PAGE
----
A total of 10 skeletons belonging to eight graves (6 individual graves and 2 double graves) of a cemetery located at Kromsdorf in Germany, were tested. This cemetery is dated between 2600 and 2500 BC. These 10 skeletons belong to six men, three women and one individual whose sex has not been determined. Mitochondrial DNA has been successfully tested on six individuals. The results give six different haplogroups U2, W5, I1, K1, U5 and T1, indicating that these six individuals did not share maternal ancestors. On the other hand, haplogroups W5, I1, K1, U5 and T1 have been detected in ancient DNA tests on Neolithic or Mesolithic skeletons in Europe. Haplogroups K, T and W were detected in the skeletons of LBK culture in central Europe but also in Final Neolithic in Spain. The Haplogroup I was detected in the Final Neolithic in Germany and Spain. The haplogroup U is the group most frequently detected in the skeletons of Mesolithic. Thus we can conclude that the Bell Beaker female lineage are in Europe long before the third millennium BC and are inherited from previous cultures: Mesolithic for U and Neolithic for the others. The Y-DNA has been successfully tested on two individuals. The two results give the same haplogroup R1b. One has been tested specifically R1b-M269. Both are negative for the mutation U106. These results contrast sharply with the analysis of Y-DNA tests previously conducted on Neolithic skeletons: F* and G2a3 in LBK culture in Germany, G2a and E1b in cardial culture in Spain, G2a and I2a in Final Neolithic in southern France and Ötzi in Final Neolithic at the Austrian-Italian border is G2a2.
 
This first study on Bell Beaker DNA seems to show that this culture is characterized by the arrival of a new male population in sharp contrast with a genetic continuity in the female lineages.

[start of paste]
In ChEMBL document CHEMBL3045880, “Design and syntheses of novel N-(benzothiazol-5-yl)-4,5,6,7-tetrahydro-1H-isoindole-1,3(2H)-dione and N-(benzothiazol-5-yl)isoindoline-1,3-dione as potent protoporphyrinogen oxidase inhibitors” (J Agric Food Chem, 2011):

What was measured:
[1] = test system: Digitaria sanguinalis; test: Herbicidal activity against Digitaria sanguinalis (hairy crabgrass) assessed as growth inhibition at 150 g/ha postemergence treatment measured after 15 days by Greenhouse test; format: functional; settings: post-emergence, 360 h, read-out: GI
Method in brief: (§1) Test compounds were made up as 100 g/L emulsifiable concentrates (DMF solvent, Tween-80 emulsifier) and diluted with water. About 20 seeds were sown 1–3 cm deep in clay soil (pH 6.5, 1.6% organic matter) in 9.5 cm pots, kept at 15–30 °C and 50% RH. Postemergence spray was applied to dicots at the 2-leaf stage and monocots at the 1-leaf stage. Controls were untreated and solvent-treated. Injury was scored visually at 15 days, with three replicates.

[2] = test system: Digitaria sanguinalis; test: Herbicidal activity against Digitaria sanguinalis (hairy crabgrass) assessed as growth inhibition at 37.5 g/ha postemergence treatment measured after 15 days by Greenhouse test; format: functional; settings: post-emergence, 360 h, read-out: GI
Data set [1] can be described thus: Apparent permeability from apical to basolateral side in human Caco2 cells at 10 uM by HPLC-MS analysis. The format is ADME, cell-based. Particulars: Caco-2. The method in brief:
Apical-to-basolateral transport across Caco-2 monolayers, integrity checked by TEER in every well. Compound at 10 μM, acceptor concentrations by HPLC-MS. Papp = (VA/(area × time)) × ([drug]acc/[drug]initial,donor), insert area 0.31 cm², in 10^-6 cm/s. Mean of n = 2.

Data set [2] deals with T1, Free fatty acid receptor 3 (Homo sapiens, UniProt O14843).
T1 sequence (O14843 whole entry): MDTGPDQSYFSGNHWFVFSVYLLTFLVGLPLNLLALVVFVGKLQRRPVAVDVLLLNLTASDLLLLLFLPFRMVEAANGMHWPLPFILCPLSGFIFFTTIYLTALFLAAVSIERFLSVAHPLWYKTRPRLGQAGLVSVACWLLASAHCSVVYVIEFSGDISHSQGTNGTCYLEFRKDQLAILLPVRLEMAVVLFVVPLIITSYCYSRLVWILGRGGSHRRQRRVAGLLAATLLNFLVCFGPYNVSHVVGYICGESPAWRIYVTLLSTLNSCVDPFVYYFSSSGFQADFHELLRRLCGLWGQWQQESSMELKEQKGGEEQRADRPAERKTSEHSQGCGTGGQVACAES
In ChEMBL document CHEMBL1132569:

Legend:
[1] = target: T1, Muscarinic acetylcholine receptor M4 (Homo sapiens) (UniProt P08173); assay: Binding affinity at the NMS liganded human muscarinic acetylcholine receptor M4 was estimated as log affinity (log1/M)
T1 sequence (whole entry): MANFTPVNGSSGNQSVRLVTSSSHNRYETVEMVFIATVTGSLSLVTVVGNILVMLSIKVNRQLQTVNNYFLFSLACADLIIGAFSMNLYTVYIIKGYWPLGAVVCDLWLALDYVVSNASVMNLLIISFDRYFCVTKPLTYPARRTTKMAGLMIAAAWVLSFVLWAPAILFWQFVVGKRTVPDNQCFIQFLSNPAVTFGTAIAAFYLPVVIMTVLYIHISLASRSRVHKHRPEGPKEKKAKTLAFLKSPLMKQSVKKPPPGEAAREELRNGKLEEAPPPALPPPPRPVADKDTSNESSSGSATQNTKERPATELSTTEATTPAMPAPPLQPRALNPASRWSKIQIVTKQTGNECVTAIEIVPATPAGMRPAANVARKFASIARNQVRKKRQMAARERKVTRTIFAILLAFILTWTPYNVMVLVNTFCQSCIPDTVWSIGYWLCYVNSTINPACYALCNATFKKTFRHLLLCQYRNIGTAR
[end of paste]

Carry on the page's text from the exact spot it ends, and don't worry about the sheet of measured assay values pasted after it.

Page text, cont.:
« Last Edit: May 03, 2012, 03:28:09 PM by secherbernard » Logged

YDNA: R-DF13+ L69+ DYS464X: cccc.3
mtDNA: U6a7a1
mtDNA of my father: U5a2c
YDNA of my maternal uncle: I1*
Ysearch and Mitosearch: UE9BU
Ysearch of my maternal uncle: CEC59

Jean M
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« Reply #31 on: May 03, 2012, 03:29:54 PM »

This first study on DNA Bell Beaker seems to show that it is characterized by the arrival of a new male population in sharp contrast with a genetic continuity in the female lineages.

It might seem like that at first glance, but the study looked very closely at mtDNA U5. It found that modern U5 does not descend from the Mesolithic and Neolithic U5 so far discovered in aDNA. Continuity does not appear.

It is highly likely that many European hunter-gatherer lineages died out in both the direct female and direct male lines. However in some places hunter-gatherers survived successfully because farmers were not in competition with them (the far north), or because they adopted farming or pastoralism (as on the riverine fringes of the Pontic-Caspian steppe). The hunter-gatherer lineages from the latter region burst upon the wider European scene in the Copper Age.

MtDNA U2 appears at Kostenki 14 [Markina Gora], Russia  in 30,000 BP. It has not appeared in any Mesolithic or Neolithic aDNA from Europe.

U2 today is scattered at low frequencies in populations from South and Western Asia, Europe and North Africa, with its oldest branches (U2a-c) in South Asia. That is a clue that people carrying U2 had spent a long time in the warm south before a group split off to travel north into Europe, where the mutation creating U2e probably occurred. U2e is mainly found in those of European descent. It seems likely that U2 moved north into what is now Russia in the first instance and that U2e was born somewhere in East Europe.